Vitamin D has been hailed as a treatment for depression, and supplements are thought to help in preventing many diseases and medical conditions such as heart disease, cancer, multiple sclerosis, Type 1 diabetes and bone fractures.
However, a new study suggests that vitamin D supplements might not be the miracle pills they are hyped up to be.
Jonathan Shaffer, PhD, of Columbia University Medical Center is the lead researcher on the study published in Psychosomatic Medicine. Researchers reviewed seven trials comparing the effects of using/not using vitamin D supplements as a treatment for people with depression, according to a Medical Xpress article.
It was found that most trials had “methodological” limitations, and most used participants who didn’t suffer from “clinically significant depression.” The reduction of depressive symptoms was minimal in all studies reviewed as well.
However, researchers believe that vitamin D supplements could still potentially help people suffering from “clinically significant depression,” but better trials need to be conducted. The dose and form of vitamin D supplements should also be reviewed in future studies.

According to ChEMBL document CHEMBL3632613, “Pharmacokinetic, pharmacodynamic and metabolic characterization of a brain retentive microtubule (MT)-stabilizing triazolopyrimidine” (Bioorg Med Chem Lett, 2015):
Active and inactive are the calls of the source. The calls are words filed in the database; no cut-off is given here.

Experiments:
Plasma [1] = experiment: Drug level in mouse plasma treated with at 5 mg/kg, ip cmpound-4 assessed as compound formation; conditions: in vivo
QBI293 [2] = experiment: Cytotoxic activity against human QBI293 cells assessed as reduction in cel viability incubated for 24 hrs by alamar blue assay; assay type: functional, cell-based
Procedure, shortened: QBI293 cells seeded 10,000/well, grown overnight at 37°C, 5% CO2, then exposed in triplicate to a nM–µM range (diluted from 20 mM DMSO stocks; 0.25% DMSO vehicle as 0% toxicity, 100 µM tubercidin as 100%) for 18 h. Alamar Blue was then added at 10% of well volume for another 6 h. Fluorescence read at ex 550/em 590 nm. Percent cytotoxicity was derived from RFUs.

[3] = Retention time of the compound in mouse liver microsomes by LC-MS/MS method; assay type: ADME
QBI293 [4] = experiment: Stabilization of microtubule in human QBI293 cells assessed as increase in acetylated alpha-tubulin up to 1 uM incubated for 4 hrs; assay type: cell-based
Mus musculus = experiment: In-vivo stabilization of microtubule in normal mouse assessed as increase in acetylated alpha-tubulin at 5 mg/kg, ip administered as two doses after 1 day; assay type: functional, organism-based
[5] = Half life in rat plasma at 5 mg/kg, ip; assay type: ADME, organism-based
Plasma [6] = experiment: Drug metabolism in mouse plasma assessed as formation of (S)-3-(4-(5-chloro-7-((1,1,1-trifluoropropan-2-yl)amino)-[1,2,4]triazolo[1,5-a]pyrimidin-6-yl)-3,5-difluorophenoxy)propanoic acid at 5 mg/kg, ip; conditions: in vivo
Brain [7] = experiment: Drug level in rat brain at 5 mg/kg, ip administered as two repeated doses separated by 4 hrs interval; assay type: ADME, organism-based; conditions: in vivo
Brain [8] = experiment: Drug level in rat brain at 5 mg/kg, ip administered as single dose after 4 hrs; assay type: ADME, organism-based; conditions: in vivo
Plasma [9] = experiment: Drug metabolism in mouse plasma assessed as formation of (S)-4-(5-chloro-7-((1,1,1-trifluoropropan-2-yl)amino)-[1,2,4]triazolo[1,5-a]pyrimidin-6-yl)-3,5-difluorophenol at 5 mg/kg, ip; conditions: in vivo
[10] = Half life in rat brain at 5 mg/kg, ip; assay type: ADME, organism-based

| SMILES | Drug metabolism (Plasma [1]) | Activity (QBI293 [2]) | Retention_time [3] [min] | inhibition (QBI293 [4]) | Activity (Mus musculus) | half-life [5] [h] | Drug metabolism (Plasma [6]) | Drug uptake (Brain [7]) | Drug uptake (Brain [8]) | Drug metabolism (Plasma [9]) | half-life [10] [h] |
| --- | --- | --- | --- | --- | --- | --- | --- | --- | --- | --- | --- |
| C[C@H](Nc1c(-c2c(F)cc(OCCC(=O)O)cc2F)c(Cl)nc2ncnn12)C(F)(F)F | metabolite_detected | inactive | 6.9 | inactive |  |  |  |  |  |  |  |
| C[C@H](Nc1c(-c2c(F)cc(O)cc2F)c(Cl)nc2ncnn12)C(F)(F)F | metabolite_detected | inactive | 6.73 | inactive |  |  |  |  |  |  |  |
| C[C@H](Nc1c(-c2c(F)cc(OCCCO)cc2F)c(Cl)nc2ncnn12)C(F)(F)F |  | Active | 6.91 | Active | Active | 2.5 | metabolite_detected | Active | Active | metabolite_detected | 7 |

People who are actually deficient in vitamin D might have the best results after taking a supplement, and others without a deficiency might not benefit at all from supplementation, researchers added.
So what about the plethora of studies linking vitamin D deficiency to depression, and all of the studies suggesting vitamin D improves many health conditions?
For example, a study published in Mayo Clinic Proceedings in 2012 found a link between low vitamin D levels and depression. However, the study did not conclude that increasing vitamin D intake would reduce symptoms of depression, according to an article on ScienceDaily.com.
Dr. Carolyn Dean, a medical advisory board member of the non-profit Nutritional Magnesium Association, believes there could be limitations in current vitamin D studies.